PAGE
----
'Any new runway faces big finance and legal hurdles'

'Any new runway faces big finance and legal hurdles'

UK airport expansion: Ian Taylor reports from a Westminster Energy, Environment and Transport Forum last week

The decision on where to build a new London runway “is easy” compared with the problems to come in building it, a leading transport and infrastructure lawyer has warned.

Keith Beattie, a partner at law firm Burges Salmon, said: “The legal considerations are numerous and complex. Choosing the scheme is the easy part. Ensuring a successful delivery will be more difficult.”

The government has promised a decision on whether to build a new runway, and whether at Heathrow or Gatwick, this autumn after repeated delays since the Airports Commission recommended one or the other in July 2015.

Beattie told a Westminster Energy, Environment and Transport Forum on airport expansion last week: “There is a lot of uncertainty after the [EU] referendum. It will have an impact, but at this point we don’t know what the law will be in a number of critical areas. The UK will need a regulatory environment that meets its international obligations and agreements – so probably a lot won’t change.

“The environmental requirements and financing are key. Air pollution will be a critical issue. The UK, along with other EU states, has struggled to meet its existing obligations [on air quality].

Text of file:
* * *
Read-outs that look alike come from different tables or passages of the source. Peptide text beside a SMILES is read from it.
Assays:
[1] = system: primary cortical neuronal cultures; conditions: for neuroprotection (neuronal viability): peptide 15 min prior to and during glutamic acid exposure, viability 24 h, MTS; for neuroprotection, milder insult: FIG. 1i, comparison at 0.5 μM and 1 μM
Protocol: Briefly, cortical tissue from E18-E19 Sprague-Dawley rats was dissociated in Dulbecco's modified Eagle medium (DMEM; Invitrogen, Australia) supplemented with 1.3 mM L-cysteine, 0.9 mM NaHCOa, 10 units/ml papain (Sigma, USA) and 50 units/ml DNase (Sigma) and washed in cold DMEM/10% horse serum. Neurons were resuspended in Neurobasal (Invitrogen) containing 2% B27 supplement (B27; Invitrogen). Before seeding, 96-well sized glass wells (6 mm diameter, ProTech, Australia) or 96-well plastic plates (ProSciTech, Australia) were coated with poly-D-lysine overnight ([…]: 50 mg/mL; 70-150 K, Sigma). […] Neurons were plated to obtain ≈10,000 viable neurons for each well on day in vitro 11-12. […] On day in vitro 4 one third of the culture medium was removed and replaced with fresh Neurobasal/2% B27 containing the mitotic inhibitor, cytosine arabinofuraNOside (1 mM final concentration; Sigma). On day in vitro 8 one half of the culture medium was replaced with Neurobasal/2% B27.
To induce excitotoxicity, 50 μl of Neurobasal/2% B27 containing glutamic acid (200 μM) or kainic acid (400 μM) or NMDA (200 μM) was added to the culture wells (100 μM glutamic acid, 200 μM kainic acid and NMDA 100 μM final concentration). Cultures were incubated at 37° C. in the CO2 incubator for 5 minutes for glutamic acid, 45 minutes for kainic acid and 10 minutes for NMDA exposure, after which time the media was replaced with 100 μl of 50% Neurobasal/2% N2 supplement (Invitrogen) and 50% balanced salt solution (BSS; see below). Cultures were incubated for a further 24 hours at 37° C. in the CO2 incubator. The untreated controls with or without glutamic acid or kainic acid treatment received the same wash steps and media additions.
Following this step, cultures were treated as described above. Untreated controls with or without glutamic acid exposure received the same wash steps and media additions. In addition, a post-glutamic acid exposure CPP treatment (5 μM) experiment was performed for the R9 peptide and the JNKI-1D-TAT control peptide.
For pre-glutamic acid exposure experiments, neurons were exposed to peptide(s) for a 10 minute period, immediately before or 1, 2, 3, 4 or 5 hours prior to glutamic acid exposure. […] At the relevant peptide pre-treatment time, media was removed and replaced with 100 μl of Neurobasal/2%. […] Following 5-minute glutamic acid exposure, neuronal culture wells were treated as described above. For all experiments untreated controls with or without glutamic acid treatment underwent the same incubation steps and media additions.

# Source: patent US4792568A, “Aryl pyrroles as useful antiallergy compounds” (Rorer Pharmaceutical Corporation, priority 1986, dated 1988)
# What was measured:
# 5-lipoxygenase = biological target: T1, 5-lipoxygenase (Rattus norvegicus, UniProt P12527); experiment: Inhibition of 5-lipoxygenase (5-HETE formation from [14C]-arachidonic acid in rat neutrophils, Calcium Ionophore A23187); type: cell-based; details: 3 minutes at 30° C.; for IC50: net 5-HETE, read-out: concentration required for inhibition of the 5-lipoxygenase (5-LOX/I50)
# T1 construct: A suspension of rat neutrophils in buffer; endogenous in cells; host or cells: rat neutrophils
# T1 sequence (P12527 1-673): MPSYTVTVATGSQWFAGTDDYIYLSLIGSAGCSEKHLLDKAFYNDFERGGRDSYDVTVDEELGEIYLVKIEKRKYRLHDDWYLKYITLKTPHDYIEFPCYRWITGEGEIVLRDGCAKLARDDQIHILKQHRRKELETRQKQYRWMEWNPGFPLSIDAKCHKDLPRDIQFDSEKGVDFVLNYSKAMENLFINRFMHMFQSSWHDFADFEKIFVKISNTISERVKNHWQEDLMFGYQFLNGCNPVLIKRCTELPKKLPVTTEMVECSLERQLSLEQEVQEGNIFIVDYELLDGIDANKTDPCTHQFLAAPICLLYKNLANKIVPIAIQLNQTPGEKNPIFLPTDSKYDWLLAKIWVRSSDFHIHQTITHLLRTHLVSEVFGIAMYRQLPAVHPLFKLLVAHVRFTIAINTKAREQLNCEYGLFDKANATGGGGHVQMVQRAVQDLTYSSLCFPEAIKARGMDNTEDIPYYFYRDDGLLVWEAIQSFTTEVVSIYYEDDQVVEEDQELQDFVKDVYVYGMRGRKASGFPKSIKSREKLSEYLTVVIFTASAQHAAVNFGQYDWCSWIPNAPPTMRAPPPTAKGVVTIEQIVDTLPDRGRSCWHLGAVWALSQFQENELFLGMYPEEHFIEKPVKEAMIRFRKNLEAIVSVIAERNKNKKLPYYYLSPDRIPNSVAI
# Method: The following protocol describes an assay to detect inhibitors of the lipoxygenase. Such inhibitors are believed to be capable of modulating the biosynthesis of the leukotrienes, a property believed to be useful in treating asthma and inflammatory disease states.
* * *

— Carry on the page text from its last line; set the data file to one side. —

“Planning is hugely complex [and] it will be a lengthy process.

“Current state aid obligations will continue for now. “The financing position is good. The UK remains an attractive investment prospect. Interest rates are low, the UK position is strong [and] the market is seen as stable. But expansion is a step change and defining the proposition will be crucial. The problems are not insurmountable. [But] a clear plan for dealing with the legal hurdles is required.”

Communities ‘must be consulted meaningfully’

The government should ensure community consultation on airport expansion is “meaningful” or risk greater opposition.

That is the view of councillor Jamie Macrae, chair of the Local Government Association’s strategic aviation special-interest group and a councillor in Cheshire, near to Manchester airport.

Macrae told the Westminster Forum: “It’s important community groups are consulted in framing policy, not just when it is decided. Engagement in consultation with all groups in communities has to be meaningful. Engaging with communities and consulting at the right time is paramount.”

He said: “Communities may suffer from an airport’s operations, but there are also those who benefit, and local authorities have a duty to represent all.”

Macrae added: “We represent over 30 local authorities around London and airports around the country.”

He suggested Heathrow could learn from looking at “where mitigation has been successful in alleviating concerns on noise and the environment”. And he added: “There is huge capacity outside the southeast and the government needs to ensure it is used efficiently – in particular, at Manchester and Birmingham.”


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